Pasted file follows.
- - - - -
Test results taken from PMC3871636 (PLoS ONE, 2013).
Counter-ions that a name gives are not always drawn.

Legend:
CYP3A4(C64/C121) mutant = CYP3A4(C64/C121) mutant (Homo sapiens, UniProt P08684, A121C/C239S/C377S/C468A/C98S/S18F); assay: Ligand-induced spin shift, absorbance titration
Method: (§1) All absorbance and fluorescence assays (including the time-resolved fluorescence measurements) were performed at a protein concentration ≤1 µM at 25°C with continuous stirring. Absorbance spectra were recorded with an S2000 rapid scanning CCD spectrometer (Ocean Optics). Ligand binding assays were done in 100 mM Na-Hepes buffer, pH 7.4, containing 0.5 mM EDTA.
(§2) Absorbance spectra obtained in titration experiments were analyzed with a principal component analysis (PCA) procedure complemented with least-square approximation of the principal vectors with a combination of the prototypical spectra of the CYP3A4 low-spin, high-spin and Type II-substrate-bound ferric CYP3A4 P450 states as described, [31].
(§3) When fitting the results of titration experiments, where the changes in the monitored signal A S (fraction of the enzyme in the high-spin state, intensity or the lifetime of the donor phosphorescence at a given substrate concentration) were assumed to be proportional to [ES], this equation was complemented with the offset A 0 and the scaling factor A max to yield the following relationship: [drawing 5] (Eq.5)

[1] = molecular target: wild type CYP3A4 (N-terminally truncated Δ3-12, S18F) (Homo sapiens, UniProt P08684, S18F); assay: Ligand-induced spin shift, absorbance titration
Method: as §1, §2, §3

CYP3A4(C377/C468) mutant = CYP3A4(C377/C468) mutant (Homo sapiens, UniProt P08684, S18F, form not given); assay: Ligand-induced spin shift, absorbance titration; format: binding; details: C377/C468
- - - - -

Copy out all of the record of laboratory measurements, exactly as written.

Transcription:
Test results taken from PMC3871636 (PLoS ONE, 2013).
Counter-ions that a name gives are not always drawn.

Legend:
CYP3A4(C64/C121) mutant = CYP3A4(C64/C121) mutant (Homo sapiens, UniProt P08684, A121C/C239S/C377S/C468A/C98S/S18F); assay: Ligand-induced spin shift, absorbance titration
Method: (§1) All absorbance and fluorescence assays (including the time-resolved fluorescence measurements) were performed at a protein concentration ≤1 µM at 25°C with continuous stirring. Absorbance spectra were recorded with an S2000 rapid scanning CCD spectrometer (Ocean Optics). Ligand binding assays were done in 100 mM Na-Hepes buffer, pH 7.4, containing 0.5 mM EDTA.
(§2) Absorbance spectra obtained in titration experiments were analyzed with a principal component analysis (PCA) procedure complemented with least-square approximation of the principal vectors with a combination of the prototypical spectra of the CYP3A4 low-spin, high-spin and Type II-substrate-bound ferric CYP3A4 P450 states as described, [31].
(§3) When fitting the results of titration experiments, where the changes in the monitored signal A S (fraction of the enzyme in the high-spin state, intensity or the lifetime of the donor phosphorescence at a given substrate concentration) were assumed to be proportional to [ES], this equation was complemented with the offset A 0 and the scaling factor A max to yield the following relationship: [drawing 5] (Eq.5)

[1] = molecular target: wild type CYP3A4 (N-terminally truncated Δ3-12, S18F) (Homo sapiens, UniProt P08684, S18F); assay: Ligand-induced spin shift, absorbance titration
Method: as §1, §2, §3

CYP3A4(C377/C468) mutant = CYP3A4(C377/C468) mutant (Homo sapiens, UniProt P08684, S18F, form not given); assay: Ligand-induced spin shift, absorbance titration; format: binding; details: C377/C468